This is the first letter after the patient’s second conversion.
Things don’t appear to be getting any better from Screwtape’s point of view.
My dear Wormwood,
The most alarming thing in your last account of the patient is that he is making none of those confident resolutions which marked his original conversion. … This is very bad.
I see only one thing to do at the moment. … But don’t try this too long, for fear you awake his sense of humour and proportion, in which case he will merely laugh at you and go to bed.
14.1) It has been said that “virtue is the middle path between two extremes”. How does this fit in with the patient’s new attitude about promises and expectations?
At the same time, Screwtape appears to see the patient’s new virtue as either going the way of something “very bad” or as a small window of opportunity. What two extremes is Screwtape looking at?
But there are other profitable ways of fixing his attention on the virtue of Humility. … above all, if self-contempt can be made the starting-point for contempt of other selves, and thus for gloom, cynicism, and cruelty.
You must therefore conceal from the patient the true end of Humility. … And since what they are trying to believe may, in some cases, be manifest nonsense, they cannot succeed in believing it and we have the chance of keeping their minds endlessly revolving on themselves in an effort to achieve the impossible.
14.2) Screwtape seems to be on a roll now. At first there was only one thing to do. Now, he sees other ways for Wormwood to attack.
In what ways is this renewed attempt to conceal reality from the patient typical of Satan’s attacks on us?
Do you see any repetition of tactics and / or lack of originality that could lead the patient to “merely laugh at <Wormwood> and go to bed”?
To anticipate the Enemy’s strategy, we must consider His aims. … He really loves the hairless bipeds He has created and always gives back to them with His right hand what He has taken away with His left.
14.3) Screwtape now returns to discussing the ways of God the Father.
Screwtape starts off with a pretty good explanation of how God wants to transform us. His own contempt for both us and God come through loud and clear by the end.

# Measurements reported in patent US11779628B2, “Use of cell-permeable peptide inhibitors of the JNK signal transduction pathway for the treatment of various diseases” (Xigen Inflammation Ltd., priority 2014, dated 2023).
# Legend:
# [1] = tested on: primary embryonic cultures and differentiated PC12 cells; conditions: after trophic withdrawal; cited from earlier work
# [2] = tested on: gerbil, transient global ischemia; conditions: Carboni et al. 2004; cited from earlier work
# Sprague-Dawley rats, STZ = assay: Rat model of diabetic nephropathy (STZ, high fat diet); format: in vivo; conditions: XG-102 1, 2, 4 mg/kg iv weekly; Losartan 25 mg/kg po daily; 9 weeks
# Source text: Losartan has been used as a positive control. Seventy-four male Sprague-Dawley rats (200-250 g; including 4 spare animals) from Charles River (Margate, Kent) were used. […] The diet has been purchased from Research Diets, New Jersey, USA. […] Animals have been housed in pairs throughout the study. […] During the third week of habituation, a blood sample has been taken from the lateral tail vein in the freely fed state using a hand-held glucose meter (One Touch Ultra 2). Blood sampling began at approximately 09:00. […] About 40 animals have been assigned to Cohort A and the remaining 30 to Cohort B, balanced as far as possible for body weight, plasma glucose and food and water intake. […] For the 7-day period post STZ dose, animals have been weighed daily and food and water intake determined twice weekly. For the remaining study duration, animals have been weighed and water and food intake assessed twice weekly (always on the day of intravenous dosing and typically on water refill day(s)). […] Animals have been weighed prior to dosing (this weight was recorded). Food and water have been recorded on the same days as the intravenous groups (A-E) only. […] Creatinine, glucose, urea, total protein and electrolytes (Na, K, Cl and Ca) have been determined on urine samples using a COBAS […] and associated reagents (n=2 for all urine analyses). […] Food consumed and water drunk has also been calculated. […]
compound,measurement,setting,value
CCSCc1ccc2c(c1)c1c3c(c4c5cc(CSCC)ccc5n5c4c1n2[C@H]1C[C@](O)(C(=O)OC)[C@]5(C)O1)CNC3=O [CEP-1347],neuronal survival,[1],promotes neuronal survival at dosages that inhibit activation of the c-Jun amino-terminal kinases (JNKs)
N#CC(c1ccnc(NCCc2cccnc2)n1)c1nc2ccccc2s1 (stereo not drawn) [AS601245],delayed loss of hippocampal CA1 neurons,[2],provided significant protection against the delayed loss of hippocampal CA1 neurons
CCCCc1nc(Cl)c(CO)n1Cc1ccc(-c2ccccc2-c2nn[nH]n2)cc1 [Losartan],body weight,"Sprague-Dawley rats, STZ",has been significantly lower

He has come a long way from the small window of opportunity at the beginning of the letter. How has Satan’s own pride influenced both the direction of the argument and Screwtape’s ability to “think clearly”?
His whole effort, therefore, will be to get the man’s mind off the subject of his own value altogether. … Even of his sins the Enemy does not want him to think too much: once they are repented, the sooner the man turns his attention outward, the better the Enemy is pleased,
Your affectionate uncle
14.4a) After his outburst at the end of the previous paragraph, Screwtape gets back to the original theme of this letter.
Screwtape has returned to some level of trying to provide useful assistance to Wormwood – as opposed to just a tirade against humans and God.
However – there’s a problem here. If God really won’t let things alone, if He insists on bringing in the “dim uneasiness” – what help has Screwtape given to Wormwood? Where has he fallen short?
14.4b) How might the balance be swung one way or the other?
No more lavish promises of perpetual virtue, I gather; not even the expectation of an endowment of ‘grace’ for life, but only a hope for the daily and hourly pittance to meet the daily and hourly temptation! This is very bad.
Endowment – an attribute of mind or body; a gift of nature.
In this case – a gift from God.
Pittance – a small allowance or sum, as of money for living expenses.
All the abjection and self-hatred are designed, in the long run, solely for this end; unless they attain this end they do us little harm; and they may even do us good if they keep the man concerned with himself, and, above all, if self-contempt can be made the starting-point for contempt of other selves, and thus for gloom, cynicism, and cruelty.
Abjection – the condition of being servile, wretched, or contemptible